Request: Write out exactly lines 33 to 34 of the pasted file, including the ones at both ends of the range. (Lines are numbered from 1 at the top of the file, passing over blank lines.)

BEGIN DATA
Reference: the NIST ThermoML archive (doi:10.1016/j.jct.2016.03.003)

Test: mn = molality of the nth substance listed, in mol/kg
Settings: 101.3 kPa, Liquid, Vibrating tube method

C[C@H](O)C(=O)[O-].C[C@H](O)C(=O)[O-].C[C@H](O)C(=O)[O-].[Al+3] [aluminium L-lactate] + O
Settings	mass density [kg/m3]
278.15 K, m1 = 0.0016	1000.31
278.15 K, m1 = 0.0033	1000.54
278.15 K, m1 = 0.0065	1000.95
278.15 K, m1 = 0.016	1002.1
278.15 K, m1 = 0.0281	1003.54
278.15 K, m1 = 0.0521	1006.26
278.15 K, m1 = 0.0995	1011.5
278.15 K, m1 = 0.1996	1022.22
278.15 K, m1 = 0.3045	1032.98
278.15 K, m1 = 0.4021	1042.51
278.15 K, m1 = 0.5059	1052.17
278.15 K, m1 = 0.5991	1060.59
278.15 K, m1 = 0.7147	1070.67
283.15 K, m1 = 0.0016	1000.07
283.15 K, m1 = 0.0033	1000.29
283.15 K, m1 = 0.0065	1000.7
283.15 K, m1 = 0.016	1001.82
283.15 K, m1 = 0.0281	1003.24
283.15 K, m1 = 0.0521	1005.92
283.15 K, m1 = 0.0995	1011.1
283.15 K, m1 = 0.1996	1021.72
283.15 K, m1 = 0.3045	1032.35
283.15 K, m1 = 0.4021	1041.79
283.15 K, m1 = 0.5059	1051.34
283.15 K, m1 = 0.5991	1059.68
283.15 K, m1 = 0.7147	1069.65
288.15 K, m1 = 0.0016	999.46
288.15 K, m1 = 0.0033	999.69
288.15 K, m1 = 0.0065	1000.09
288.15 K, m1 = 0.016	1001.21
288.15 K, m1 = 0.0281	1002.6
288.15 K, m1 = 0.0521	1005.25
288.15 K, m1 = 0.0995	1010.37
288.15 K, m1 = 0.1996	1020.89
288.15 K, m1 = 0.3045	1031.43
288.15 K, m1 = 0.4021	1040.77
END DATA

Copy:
288.15 K, m1 = 0.0033	999.69
288.15 K, m1 = 0.0065	1000.09